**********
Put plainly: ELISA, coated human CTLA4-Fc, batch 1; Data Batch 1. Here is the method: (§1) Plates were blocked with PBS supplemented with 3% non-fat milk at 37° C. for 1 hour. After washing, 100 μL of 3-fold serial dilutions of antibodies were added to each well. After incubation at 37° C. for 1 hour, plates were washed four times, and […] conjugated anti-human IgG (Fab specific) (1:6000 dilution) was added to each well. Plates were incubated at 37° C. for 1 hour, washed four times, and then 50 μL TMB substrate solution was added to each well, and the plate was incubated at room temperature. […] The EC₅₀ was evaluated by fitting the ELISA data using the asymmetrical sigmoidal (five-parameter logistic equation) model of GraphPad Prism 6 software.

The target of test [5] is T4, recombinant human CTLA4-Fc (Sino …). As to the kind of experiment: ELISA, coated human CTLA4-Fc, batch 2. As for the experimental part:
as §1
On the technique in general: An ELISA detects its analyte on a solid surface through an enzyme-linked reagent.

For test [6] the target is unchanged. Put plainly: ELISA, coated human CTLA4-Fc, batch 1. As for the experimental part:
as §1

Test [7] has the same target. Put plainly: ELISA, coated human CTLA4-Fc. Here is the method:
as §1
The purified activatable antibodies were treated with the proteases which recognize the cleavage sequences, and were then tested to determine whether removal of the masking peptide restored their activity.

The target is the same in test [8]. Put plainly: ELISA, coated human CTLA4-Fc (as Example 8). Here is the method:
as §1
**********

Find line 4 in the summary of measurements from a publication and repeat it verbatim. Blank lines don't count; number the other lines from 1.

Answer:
On the technique in general: An ELISA detects its analyte on a solid surface through an enzyme-linked reagent.